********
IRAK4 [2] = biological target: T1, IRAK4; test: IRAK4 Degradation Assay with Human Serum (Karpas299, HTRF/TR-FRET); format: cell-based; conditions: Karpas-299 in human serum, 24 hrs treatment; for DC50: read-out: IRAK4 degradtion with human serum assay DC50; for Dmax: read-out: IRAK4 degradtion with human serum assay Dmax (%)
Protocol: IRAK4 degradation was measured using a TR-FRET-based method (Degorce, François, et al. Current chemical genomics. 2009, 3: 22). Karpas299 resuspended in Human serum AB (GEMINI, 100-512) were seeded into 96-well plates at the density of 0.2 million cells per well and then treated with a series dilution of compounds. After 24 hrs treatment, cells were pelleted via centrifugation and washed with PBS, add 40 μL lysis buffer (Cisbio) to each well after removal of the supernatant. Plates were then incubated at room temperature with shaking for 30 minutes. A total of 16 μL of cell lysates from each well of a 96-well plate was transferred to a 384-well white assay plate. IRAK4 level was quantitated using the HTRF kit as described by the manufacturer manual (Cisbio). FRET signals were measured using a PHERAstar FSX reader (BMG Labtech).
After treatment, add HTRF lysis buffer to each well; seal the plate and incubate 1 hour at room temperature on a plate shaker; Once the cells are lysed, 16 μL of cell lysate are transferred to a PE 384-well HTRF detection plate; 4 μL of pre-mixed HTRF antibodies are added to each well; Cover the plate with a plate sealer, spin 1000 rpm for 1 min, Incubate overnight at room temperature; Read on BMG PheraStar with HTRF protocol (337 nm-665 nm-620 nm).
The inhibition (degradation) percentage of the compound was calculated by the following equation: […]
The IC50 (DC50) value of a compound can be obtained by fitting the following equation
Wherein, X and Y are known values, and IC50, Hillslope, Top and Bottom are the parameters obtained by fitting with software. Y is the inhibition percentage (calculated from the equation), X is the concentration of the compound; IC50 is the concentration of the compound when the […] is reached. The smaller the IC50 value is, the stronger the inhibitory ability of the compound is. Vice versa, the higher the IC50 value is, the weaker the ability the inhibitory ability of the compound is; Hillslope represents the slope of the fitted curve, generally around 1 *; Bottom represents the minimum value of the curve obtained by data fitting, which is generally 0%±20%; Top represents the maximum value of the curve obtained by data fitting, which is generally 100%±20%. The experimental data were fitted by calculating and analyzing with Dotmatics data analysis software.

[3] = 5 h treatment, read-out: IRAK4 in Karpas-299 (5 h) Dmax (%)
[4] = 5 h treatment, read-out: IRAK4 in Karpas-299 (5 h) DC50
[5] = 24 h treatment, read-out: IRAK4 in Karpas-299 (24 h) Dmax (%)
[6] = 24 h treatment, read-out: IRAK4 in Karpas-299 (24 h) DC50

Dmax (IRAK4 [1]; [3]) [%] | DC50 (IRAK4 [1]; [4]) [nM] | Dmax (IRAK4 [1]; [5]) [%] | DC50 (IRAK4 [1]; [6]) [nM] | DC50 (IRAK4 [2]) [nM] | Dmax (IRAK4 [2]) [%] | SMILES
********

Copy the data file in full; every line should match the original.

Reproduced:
IRAK4 [2] = biological target: T1, IRAK4; test: IRAK4 Degradation Assay with Human Serum (Karpas299, HTRF/TR-FRET); format: cell-based; conditions: Karpas-299 in human serum, 24 hrs treatment; for DC50: read-out: IRAK4 degradtion with human serum assay DC50; for Dmax: read-out: IRAK4 degradtion with human serum assay Dmax (%)
Protocol: IRAK4 degradation was measured using a TR-FRET-based method (Degorce, François, et al. Current chemical genomics. 2009, 3: 22). Karpas299 resuspended in Human serum AB (GEMINI, 100-512) were seeded into 96-well plates at the density of 0.2 million cells per well and then treated with a series dilution of compounds. After 24 hrs treatment, cells were pelleted via centrifugation and washed with PBS, add 40 μL lysis buffer (Cisbio) to each well after removal of the supernatant. Plates were then incubated at room temperature with shaking for 30 minutes. A total of 16 μL of cell lysates from each well of a 96-well plate was transferred to a 384-well white assay plate. IRAK4 level was quantitated using the HTRF kit as described by the manufacturer manual (Cisbio). FRET signals were measured using a PHERAstar FSX reader (BMG Labtech).
After treatment, add HTRF lysis buffer to each well; seal the plate and incubate 1 hour at room temperature on a plate shaker; Once the cells are lysed, 16 μL of cell lysate are transferred to a PE 384-well HTRF detection plate; 4 μL of pre-mixed HTRF antibodies are added to each well; Cover the plate with a plate sealer, spin 1000 rpm for 1 min, Incubate overnight at room temperature; Read on BMG PheraStar with HTRF protocol (337 nm-665 nm-620 nm).
The inhibition (degradation) percentage of the compound was calculated by the following equation: […]
The IC50 (DC50) value of a compound can be obtained by fitting the following equation
Wherein, X and Y are known values, and IC50, Hillslope, Top and Bottom are the parameters obtained by fitting with software. Y is the inhibition percentage (calculated from the equation), X is the concentration of the compound; IC50 is the concentration of the compound when the […] is reached. The smaller the IC50 value is, the stronger the inhibitory ability of the compound is. Vice versa, the higher the IC50 value is, the weaker the ability the inhibitory ability of the compound is; Hillslope represents the slope of the fitted curve, generally around 1 *; Bottom represents the minimum value of the curve obtained by data fitting, which is generally 0%±20%; Top represents the maximum value of the curve obtained by data fitting, which is generally 100%±20%. The experimental data were fitted by calculating and analyzing with Dotmatics data analysis software.

[3] = 5 h treatment, read-out: IRAK4 in Karpas-299 (5 h) Dmax (%)
[4] = 5 h treatment, read-out: IRAK4 in Karpas-299 (5 h) DC50
[5] = 24 h treatment, read-out: IRAK4 in Karpas-299 (24 h) Dmax (%)
[6] = 24 h treatment, read-out: IRAK4 in Karpas-299 (24 h) DC50

Dmax (IRAK4 [1]; [3]) [%] | DC50 (IRAK4 [1]; [4]) [nM] | Dmax (IRAK4 [1]; [5]) [%] | DC50 (IRAK4 [1]; [6]) [nM] | DC50 (IRAK4 [2]) [nM] | Dmax (IRAK4 [2]) [%] | SMILES